Lilly Smith | Interviews

Chain Letters: Frank Ockenfels 3

Frank Ockenfels 3. All images courtesey Frank Ockenfels 3.

This interview is part of an ongoing Design Observer series, Chain Letters, in which we ask leading design minds a few burning questions—and so do their peers, for a year-long conversation about the state of the industry.

It‘s June, and you know what that means—the unofficial kick-off of summer concert season. This month, we examine design and music, and why fans everywhere benefit when these creative industries work in concert.

Frank Ockenfels 3 career started in the music industry in the late ‘80s shooting covers and features for Rolling Stone. At the same time he was working with a variety of labels, shooting album covers for artists such as Bruce Springsteen, Sting, Willie Nelson, Wilco, Busta Rhymes, Queen Latifa, Garbage, No Doubt, Soundgarden, and Tom Waits. He’s also had the pleasure of collaborating with David Bowie on fifteen photo shoots that stretched over a nine year period.

In the early ‘90’s, he started creating for the TV and movie industry, for shows such as Madmen, American Horror Story, X Files, The Walking Dead, Breaking Bad, The Americans, House of Cards, and The Defenders; and for movies such as Blade Runner 2049, Assassins Creed, Harry Potter, Jason Bourne, Tomb Raider, Thor, Concussion, and Pirates of the Caribbean. Frank is a member of the DGA and has directed music videos and commercials for clients such as Nike, Converse, and K Swiss. He has had several exhibitions of his work and is currently working on a book.

The Strokes shot for publicity for album.

First and foremost, music is an auditory experience. How do you assess the role visuals play in building the listener’s relationship with your client?

An album cover should reflect the feeling of what the artist has spent so much time creating. As album covers got smaller, the art has disappeared and been replaced by tight shots of faces. Of course now people don’t buy CDs or even records that much, and that’s changed how fans perceive an album. You open iTunes to listen to music, and the album art is two by two inches wide. I think that people just look for names and faces now, which makes sense in that there’s not a lot of room for much else. But if you think back on great album covers, like the ones Led Zeppelin did, a lot of them had really interesting graphics across them. The offense round of that would be the cover of The Who’s Who’s Next, shot by Ethan Russell. The four members of The Who are walking away from this huge piece of concrete and there are three spots where they just peed on the wall. Can you imagine today? People would freak out. It’s a very different time.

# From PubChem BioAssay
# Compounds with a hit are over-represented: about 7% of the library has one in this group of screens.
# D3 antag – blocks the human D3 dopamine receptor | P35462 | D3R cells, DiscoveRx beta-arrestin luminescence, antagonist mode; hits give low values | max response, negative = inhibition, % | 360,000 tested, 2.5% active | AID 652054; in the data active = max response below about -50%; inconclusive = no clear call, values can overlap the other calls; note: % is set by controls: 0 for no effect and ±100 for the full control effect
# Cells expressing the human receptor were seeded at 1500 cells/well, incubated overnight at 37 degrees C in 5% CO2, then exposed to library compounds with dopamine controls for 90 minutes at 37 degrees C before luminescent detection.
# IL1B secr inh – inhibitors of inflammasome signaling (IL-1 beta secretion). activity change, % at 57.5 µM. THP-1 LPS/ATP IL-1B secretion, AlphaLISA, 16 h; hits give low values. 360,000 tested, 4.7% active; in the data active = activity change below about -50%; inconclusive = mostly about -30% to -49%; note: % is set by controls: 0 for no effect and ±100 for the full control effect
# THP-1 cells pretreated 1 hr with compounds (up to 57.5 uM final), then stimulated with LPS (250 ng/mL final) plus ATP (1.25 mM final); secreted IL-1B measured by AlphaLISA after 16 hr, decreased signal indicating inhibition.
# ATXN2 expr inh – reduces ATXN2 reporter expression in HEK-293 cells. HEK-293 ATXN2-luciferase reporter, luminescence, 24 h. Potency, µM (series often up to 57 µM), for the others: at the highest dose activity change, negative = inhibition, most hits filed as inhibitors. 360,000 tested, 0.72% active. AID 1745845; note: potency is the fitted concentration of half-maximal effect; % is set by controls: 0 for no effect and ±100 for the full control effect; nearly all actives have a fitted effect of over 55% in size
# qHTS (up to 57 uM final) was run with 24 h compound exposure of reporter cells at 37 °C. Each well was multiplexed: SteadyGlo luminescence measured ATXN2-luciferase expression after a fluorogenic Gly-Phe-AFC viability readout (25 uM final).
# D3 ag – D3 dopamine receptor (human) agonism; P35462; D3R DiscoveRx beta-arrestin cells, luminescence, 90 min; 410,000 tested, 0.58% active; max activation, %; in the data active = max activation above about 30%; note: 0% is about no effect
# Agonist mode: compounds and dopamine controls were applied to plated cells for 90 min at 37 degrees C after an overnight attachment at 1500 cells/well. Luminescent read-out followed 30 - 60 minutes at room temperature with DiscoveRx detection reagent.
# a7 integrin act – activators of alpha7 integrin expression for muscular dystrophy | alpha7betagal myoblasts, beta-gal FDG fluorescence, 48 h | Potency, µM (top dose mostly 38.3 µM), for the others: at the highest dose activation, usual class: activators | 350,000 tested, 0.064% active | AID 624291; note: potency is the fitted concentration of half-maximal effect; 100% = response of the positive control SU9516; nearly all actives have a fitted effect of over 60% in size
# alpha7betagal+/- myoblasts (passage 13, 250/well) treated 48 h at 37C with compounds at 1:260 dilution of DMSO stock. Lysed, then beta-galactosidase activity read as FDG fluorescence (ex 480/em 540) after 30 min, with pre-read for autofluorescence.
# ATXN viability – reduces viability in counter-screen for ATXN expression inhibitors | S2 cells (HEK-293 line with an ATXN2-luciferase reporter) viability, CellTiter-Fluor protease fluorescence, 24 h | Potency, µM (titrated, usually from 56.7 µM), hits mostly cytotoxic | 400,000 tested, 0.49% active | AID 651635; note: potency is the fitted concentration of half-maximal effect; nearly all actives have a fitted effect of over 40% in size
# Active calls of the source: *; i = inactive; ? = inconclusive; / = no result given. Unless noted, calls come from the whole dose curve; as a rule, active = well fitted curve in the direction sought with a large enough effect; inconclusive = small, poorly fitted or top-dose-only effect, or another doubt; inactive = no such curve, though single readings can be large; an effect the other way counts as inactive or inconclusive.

I approached the challenge of a smaller canvas size by trying to make interesting portraits that aren’t so cookie cutter. I’ve always been a portrait photographer so it wasn’t a big issue to have to step in on someone’s face and not worry about the space around them. I had the ability to do that. And when I work with an artist, I always ask to listen to a few songs before talking about the direction of the photos. But I also push for ideas that are more interesting than a face against the seamless staring back at you.

Take the David Bowie portrait. I met him when I was hired to shoot Tin Machine for a magazine back in the day. It was back when I was arrogant and kind of a silly kid. I knew I was the fourth photoshoot that day, and I wanted to do something different. I thought it’d be great to light paint him. When I said what I wanted to do, David looked at me and said, “Do one, show me a polaroid, and we’ll go from there.”
David Bowie was my gift. He saw something in me he appreciated and wanted to nurture. I was lucky enough to have that.
So I did, and he laughed and said, “This is the most interesting thing that anyone has done in a while to me.” That started our relationship, which spanned fifteen photoshoots over nine years. David was unique in that whichever way you came to him creatively, he looked to you to answer the questions like “What would be the best approach to this?” He picked you to collaborate with because he knew that you’d bring something to the table and he was just going to refine the edges. That was a very rare thing for someone at his level.

I’ve had the pleasure of working with most people over the years. It was the same process for the Springsteen picture. I said, “Let’s go for a walk.” Springsteen never said he wanted to do the picture in a particular way; he hired me because he wanted to see what I came up with and how I saw him. Older artists, like Sting and Wilco and other bands—people that I’ve worked with for a long period of time—that’s what they do. Younger artists usually think they know what they want and they’ll bring you pictures to recreate. Working with David was my gift. He saw something in me he appreciated and wanted to nurture. I was lucky enough to have that.